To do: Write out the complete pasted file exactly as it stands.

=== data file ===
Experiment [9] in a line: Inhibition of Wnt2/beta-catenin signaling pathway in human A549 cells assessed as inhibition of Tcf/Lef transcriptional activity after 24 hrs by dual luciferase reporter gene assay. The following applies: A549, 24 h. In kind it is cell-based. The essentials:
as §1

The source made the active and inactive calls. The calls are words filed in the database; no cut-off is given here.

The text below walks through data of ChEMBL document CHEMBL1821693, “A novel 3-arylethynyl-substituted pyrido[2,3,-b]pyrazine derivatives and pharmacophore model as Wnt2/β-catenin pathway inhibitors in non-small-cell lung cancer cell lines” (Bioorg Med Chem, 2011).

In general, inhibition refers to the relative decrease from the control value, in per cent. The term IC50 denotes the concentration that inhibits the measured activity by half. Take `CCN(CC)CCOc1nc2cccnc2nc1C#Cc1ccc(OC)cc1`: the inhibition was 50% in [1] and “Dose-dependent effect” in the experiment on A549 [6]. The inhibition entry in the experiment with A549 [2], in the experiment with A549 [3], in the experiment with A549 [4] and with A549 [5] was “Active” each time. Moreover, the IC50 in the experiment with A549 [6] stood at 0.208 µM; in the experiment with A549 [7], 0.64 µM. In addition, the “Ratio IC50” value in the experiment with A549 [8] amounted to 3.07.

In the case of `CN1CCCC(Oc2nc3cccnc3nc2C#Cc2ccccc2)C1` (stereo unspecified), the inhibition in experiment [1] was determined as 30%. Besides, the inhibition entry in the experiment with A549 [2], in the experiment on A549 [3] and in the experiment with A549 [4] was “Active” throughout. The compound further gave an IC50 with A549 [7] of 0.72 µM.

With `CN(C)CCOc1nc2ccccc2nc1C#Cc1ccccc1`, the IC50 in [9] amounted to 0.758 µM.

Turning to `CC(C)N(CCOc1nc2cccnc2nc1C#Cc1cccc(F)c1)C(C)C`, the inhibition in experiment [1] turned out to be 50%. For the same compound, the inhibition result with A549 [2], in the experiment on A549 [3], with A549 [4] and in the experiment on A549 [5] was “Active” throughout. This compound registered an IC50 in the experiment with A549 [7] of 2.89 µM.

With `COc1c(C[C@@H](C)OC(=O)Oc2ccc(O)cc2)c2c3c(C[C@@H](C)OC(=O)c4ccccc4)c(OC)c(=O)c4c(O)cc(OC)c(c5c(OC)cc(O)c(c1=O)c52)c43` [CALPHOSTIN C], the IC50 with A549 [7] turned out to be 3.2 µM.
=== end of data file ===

Experiment [9] in a line: Inhibition of Wnt2/beta-catenin signaling pathway in human A549 cells assessed as inhibition of Tcf/Lef transcriptional activity after 24 hrs by dual luciferase reporter gene assay. The following applies: A549, 24 h. In kind it is cell-based. The essentials:
as §1

The source made the active and inactive calls. The calls are words filed in the database; no cut-off is given here.

The text below walks through data of ChEMBL document CHEMBL1821693, “A novel 3-arylethynyl-substituted pyrido[2,3,-b]pyrazine derivatives and pharmacophore model as Wnt2/β-catenin pathway inhibitors in non-small-cell lung cancer cell lines” (Bioorg Med Chem, 2011).

In general, inhibition refers to the relative decrease from the control value, in per cent. The term IC50 denotes the concentration that inhibits the measured activity by half. Take `CCN(CC)CCOc1nc2cccnc2nc1C#Cc1ccc(OC)cc1`: the inhibition was 50% in [1] and “Dose-dependent effect” in the experiment on A549 [6]. The inhibition entry in the experiment with A549 [2], in the experiment with A549 [3], in the experiment with A549 [4] and with A549 [5] was “Active” each time. Moreover, the IC50 in the experiment with A549 [6] stood at 0.208 µM; in the experiment with A549 [7], 0.64 µM. In addition, the “Ratio IC50” value in the experiment with A549 [8] amounted to 3.07.

In the case of `CN1CCCC(Oc2nc3cccnc3nc2C#Cc2ccccc2)C1` (stereo unspecified), the inhibition in experiment [1] was determined as 30%. Besides, the inhibition entry in the experiment with A549 [2], in the experiment on A549 [3] and in the experiment with A549 [4] was “Active” throughout. The compound further gave an IC50 with A549 [7] of 0.72 µM.

With `CN(C)CCOc1nc2ccccc2nc1C#Cc1ccccc1`, the IC50 in [9] amounted to 0.758 µM.

Turning to `CC(C)N(CCOc1nc2cccnc2nc1C#Cc1cccc(F)c1)C(C)C`, the inhibition in experiment [1] turned out to be 50%. For the same compound, the inhibition result with A549 [2], in the experiment on A549 [3], with A549 [4] and in the experiment on A549 [5] was “Active” throughout. This compound registered an IC50 in the experiment with A549 [7] of 2.89 µM.

With `COc1c(C[C@@H](C)OC(=O)Oc2ccc(O)cc2)c2c3c(C[C@@H](C)OC(=O)c4ccccc4)c(OC)c(=O)c4c(O)cc(OC)c(c5c(OC)cc(O)c(c1=O)c52)c43` [CALPHOSTIN C], the IC50 with A549 [7] turned out to be 3.2 µM.